The harbour is tranquil and very picture-postcard in the golden sunrise. I suppose by seafaring standards the sea is pretty smooth, but to me it looks very choppy. I’m rather scared, to be honest, and wish I was on Dartmoor testing a Toyota Corolla diesel instead. Oh God, even the Lynx is pitching about alarmingly as we leave the safety of the harbour entrance. Jeff says we should stay on the left side of his boat (the side that isn’t getting pounded by waves, to you non-nauticals) but photographer Tim Andrews says the light’s not right on that side. Too bad, mate.
Actually, our little craft – about the same size as a Fiesta – isn’t being thrown about too much. We’re rising up and down over the waves, rather than getting tossed about. I’m getting splashed a lot, though. Captain Dutton is not, the blighter, because he’s on my lee side (see, I’m getting to grips with the lingo already). Also, Goodwin (first mate) is much heavier than the captain and therefore the water collects in his side. The windscreen wipers are on permanently.
After about 10 minutes, Jeff’s mate Phil shouts that we are averaging two knots. This is not good. The Mariner can do 95mph on land and, apparently, 5 knots in the water. The French coast is 25 miles away so at this rate it will take at least 12 hours to cross. I want to be at home. But we press on, the XR2i motor thrumming away at a steady 3000rpm, at which it delivers its peak torque, all the while blowing basso profundo farts into the sea through its sub-merged exhaust. It is a constant drone and our ears become attuned to it, noticing any slight variation with panic. Those who run old cars will be familiar with the experience. The Captain is constantly twiddling the steering wheel which is connected to the jet drive unit by a cable. The car’s wheels still turn, but it’s the jet that really moves the boat. Understeer is the order of the day (as it is in land). Turn-in is very slow and feel is non-existent, but the effort required is minimal, too.
Twenty-five miles doesn’t sound very far: just 20 minutes in a car (or in a Mariner in land-lubber mode) But at sea it’s quite a distance. We can’t see the French coast at all, And, more depressing, even after we’ve been going a couple of hours, the white cliffs of Dover look just as huge. Suddenly, we hear a chunk-chunk noise from the back – sorry, stern – and it’s Dutton’s turn to get wet as he furtles around in the bilges, tightening the belt between hydraulic motor and jet unit. It has got wet and is jumping teeth. It is when we stop driving/sailing that I start to feel a bit crook. But soon we are under way again.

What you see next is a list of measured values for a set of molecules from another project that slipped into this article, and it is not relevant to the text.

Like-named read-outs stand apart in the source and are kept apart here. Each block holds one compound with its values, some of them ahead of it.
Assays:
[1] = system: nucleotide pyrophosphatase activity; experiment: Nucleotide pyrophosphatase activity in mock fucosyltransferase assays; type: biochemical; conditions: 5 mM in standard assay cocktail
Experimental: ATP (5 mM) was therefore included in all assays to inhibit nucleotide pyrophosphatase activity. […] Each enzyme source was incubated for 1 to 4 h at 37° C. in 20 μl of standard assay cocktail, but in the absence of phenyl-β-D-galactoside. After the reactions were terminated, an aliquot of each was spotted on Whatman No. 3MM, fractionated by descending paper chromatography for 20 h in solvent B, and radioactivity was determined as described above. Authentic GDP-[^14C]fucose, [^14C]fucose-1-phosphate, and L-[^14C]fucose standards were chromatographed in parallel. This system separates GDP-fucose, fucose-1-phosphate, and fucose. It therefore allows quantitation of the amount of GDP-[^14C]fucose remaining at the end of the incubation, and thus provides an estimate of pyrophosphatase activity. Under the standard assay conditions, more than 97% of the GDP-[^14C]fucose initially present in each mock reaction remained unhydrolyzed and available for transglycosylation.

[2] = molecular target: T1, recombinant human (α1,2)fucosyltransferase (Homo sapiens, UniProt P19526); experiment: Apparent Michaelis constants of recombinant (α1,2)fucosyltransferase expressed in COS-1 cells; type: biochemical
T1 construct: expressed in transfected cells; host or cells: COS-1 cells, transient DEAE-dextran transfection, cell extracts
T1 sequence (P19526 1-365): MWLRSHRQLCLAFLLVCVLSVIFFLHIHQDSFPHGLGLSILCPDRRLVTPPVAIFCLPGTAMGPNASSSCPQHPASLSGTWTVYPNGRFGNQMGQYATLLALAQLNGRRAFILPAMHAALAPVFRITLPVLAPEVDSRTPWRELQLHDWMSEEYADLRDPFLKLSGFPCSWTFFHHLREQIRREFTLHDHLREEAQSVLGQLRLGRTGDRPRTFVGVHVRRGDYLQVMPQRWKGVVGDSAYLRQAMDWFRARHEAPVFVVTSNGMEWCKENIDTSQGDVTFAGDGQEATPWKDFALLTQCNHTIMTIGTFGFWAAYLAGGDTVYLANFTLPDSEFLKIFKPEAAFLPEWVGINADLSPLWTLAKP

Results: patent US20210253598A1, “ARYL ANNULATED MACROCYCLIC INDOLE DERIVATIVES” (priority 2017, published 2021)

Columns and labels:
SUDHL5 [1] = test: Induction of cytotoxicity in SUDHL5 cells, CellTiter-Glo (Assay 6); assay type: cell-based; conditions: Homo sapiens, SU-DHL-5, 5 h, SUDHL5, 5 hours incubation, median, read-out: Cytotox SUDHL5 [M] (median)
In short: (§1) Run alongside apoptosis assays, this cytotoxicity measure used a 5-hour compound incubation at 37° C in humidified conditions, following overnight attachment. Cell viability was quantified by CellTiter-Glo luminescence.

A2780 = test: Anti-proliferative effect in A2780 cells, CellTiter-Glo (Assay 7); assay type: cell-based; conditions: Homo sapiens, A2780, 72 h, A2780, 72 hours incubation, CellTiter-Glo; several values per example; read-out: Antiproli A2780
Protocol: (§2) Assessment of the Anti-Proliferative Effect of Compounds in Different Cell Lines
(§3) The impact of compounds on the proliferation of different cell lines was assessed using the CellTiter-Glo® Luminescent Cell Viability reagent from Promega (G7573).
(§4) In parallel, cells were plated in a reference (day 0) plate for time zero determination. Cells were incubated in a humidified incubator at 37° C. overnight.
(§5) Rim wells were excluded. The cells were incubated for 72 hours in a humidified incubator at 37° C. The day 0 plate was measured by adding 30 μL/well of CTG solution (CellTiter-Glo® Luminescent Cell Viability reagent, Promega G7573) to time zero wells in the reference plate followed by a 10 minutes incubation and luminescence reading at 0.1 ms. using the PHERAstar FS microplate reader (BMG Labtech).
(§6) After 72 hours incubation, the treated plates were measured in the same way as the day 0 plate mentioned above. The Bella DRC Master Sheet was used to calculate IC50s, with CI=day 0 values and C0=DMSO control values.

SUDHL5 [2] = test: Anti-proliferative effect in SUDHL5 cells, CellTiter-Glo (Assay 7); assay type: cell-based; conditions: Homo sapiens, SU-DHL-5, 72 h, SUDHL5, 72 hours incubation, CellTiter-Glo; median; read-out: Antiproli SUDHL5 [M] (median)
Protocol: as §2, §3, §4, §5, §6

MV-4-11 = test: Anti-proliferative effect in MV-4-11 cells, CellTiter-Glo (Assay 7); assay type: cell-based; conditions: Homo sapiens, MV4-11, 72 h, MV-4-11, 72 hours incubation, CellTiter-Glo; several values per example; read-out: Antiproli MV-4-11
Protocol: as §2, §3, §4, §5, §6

The English Channel has a motorway running up it. It’s called the shipping lanes, and is traficked by supertankers, which are the largest structures built by man and take 10 miles to stop. To be hit by one would be like driving up the M1 and having Milton Keynes whizz down a slip road and biff into the side of you. Jeff is our green cross code man. And he has radar. Mind you, the sun’s shining and visibility is good, there isn’t too much traffic and we seem to be going along very nicely, thank you. Our speed has increased to over three knots (thanks to the tides and following wind). Spirits on board are high. Captain Dutton has to tighten the belt again, but all seems well. Life on the ocean waves, blah blah.
There are no Little Chefs in the Channel, so food is passed to us in a fishing net from the Lynx. It sounds easy, but passing things from one quite large bobbing vessel to a very small bobbing vessel is actually rather tricky. There are also no petrol stations, so a barrel of four-star has to be passed over to us. I cannot believe that Dutton has fitted a locking petrol cap to the Mariner. This means he has to take out the ignition key and hang over the side to unlock the cap. If he drops the key we’re stuffed and I will mutiny and set him adrift, like Captain Bligh. Pouring five gallons of juice through a funnel when you’re being pitched about is about as easy as threading a needle after drinking a bottle of Captain Morgan rum. A fair bit is lost – in the Channel and up my sleeve.